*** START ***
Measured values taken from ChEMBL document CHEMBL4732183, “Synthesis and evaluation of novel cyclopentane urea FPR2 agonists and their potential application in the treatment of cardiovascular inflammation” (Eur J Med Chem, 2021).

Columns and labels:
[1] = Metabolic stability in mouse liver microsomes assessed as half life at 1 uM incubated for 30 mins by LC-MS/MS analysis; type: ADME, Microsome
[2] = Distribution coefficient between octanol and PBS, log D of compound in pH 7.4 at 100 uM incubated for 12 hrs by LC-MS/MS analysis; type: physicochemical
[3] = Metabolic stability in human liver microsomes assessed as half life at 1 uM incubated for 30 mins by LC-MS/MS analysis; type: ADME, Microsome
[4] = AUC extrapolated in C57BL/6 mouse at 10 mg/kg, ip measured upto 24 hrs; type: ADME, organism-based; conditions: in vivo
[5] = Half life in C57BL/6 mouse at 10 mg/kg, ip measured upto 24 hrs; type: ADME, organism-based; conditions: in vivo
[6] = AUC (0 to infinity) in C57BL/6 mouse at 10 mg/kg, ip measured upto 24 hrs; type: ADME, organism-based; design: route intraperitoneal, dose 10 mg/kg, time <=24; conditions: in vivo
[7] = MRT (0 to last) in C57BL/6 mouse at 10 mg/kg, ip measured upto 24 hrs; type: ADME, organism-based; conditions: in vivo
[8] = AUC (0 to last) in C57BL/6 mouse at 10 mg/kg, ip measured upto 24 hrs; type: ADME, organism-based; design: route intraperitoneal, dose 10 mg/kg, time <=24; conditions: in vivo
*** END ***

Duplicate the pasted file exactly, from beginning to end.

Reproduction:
Measured values taken from ChEMBL document CHEMBL4732183, “Synthesis and evaluation of novel cyclopentane urea FPR2 agonists and their potential application in the treatment of cardiovascular inflammation” (Eur J Med Chem, 2021).

Columns and labels:
[1] = Metabolic stability in mouse liver microsomes assessed as half life at 1 uM incubated for 30 mins by LC-MS/MS analysis; type: ADME, Microsome
[2] = Distribution coefficient between octanol and PBS, log D of compound in pH 7.4 at 100 uM incubated for 12 hrs by LC-MS/MS analysis; type: physicochemical
[3] = Metabolic stability in human liver microsomes assessed as half life at 1 uM incubated for 30 mins by LC-MS/MS analysis; type: ADME, Microsome
[4] = AUC extrapolated in C57BL/6 mouse at 10 mg/kg, ip measured upto 24 hrs; type: ADME, organism-based; conditions: in vivo
[5] = Half life in C57BL/6 mouse at 10 mg/kg, ip measured upto 24 hrs; type: ADME, organism-based; conditions: in vivo
[6] = AUC (0 to infinity) in C57BL/6 mouse at 10 mg/kg, ip measured upto 24 hrs; type: ADME, organism-based; design: route intraperitoneal, dose 10 mg/kg, time <=24; conditions: in vivo
[7] = MRT (0 to last) in C57BL/6 mouse at 10 mg/kg, ip measured upto 24 hrs; type: ADME, organism-based; conditions: in vivo
[8] = AUC (0 to last) in C57BL/6 mouse at 10 mg/kg, ip measured upto 24 hrs; type: ADME, organism-based; design: route intraperitoneal, dose 10 mg/kg, time <=24; conditions: in vivo